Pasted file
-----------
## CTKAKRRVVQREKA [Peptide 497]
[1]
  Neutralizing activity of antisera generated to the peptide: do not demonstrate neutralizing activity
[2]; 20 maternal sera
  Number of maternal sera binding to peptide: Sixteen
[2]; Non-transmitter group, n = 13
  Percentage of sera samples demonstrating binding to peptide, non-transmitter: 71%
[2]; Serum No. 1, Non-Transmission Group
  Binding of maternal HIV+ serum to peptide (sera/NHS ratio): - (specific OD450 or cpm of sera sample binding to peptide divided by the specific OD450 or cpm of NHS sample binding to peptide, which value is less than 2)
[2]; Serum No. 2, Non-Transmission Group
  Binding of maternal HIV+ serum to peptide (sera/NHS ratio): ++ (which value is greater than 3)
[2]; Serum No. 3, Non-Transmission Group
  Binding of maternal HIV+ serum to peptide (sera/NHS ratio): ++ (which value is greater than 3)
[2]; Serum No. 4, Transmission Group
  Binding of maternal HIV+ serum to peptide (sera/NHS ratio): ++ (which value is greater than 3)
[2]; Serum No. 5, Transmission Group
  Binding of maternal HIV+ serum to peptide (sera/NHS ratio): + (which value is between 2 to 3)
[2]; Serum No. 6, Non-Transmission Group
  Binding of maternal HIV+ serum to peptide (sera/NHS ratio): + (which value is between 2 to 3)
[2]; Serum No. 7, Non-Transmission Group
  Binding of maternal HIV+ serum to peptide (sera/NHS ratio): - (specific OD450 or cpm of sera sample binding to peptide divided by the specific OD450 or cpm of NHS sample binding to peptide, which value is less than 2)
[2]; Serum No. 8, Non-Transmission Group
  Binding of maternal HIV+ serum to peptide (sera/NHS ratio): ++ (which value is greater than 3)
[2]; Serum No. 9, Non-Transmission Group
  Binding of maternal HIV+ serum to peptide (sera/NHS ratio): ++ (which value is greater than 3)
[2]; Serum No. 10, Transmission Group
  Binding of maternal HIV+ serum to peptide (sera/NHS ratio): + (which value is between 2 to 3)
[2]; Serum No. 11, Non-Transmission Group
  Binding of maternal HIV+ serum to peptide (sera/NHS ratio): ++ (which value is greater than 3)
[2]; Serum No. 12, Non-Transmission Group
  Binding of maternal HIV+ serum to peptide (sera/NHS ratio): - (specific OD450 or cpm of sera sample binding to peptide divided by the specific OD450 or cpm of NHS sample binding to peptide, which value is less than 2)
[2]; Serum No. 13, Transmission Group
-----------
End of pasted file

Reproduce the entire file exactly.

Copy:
## CTKAKRRVVQREKA [Peptide 497]
[1]
  Neutralizing activity of antisera generated to the peptide: do not demonstrate neutralizing activity
[2]; 20 maternal sera
  Number of maternal sera binding to peptide: Sixteen
[2]; Non-transmitter group, n = 13
  Percentage of sera samples demonstrating binding to peptide, non-transmitter: 71%
[2]; Serum No. 1, Non-Transmission Group
  Binding of maternal HIV+ serum to peptide (sera/NHS ratio): - (specific OD450 or cpm of sera sample binding to peptide divided by the specific OD450 or cpm of NHS sample binding to peptide, which value is less than 2)
[2]; Serum No. 2, Non-Transmission Group
  Binding of maternal HIV+ serum to peptide (sera/NHS ratio): ++ (which value is greater than 3)
[2]; Serum No. 3, Non-Transmission Group
  Binding of maternal HIV+ serum to peptide (sera/NHS ratio): ++ (which value is greater than 3)
[2]; Serum No. 4, Transmission Group
  Binding of maternal HIV+ serum to peptide (sera/NHS ratio): ++ (which value is greater than 3)
[2]; Serum No. 5, Transmission Group
  Binding of maternal HIV+ serum to peptide (sera/NHS ratio): + (which value is between 2 to 3)
[2]; Serum No. 6, Non-Transmission Group
  Binding of maternal HIV+ serum to peptide (sera/NHS ratio): + (which value is between 2 to 3)
[2]; Serum No. 7, Non-Transmission Group
  Binding of maternal HIV+ serum to peptide (sera/NHS ratio): - (specific OD450 or cpm of sera sample binding to peptide divided by the specific OD450 or cpm of NHS sample binding to peptide, which value is less than 2)
[2]; Serum No. 8, Non-Transmission Group
  Binding of maternal HIV+ serum to peptide (sera/NHS ratio): ++ (which value is greater than 3)
[2]; Serum No. 9, Non-Transmission Group
  Binding of maternal HIV+ serum to peptide (sera/NHS ratio): ++ (which value is greater than 3)
[2]; Serum No. 10, Transmission Group
  Binding of maternal HIV+ serum to peptide (sera/NHS ratio): + (which value is between 2 to 3)
[2]; Serum No. 11, Non-Transmission Group
  Binding of maternal HIV+ serum to peptide (sera/NHS ratio): ++ (which value is greater than 3)
[2]; Serum No. 12, Non-Transmission Group
  Binding of maternal HIV+ serum to peptide (sera/NHS ratio): - (specific OD450 or cpm of sera sample binding to peptide divided by the specific OD450 or cpm of NHS sample binding to peptide, which value is less than 2)
[2]; Serum No. 13, Transmission Group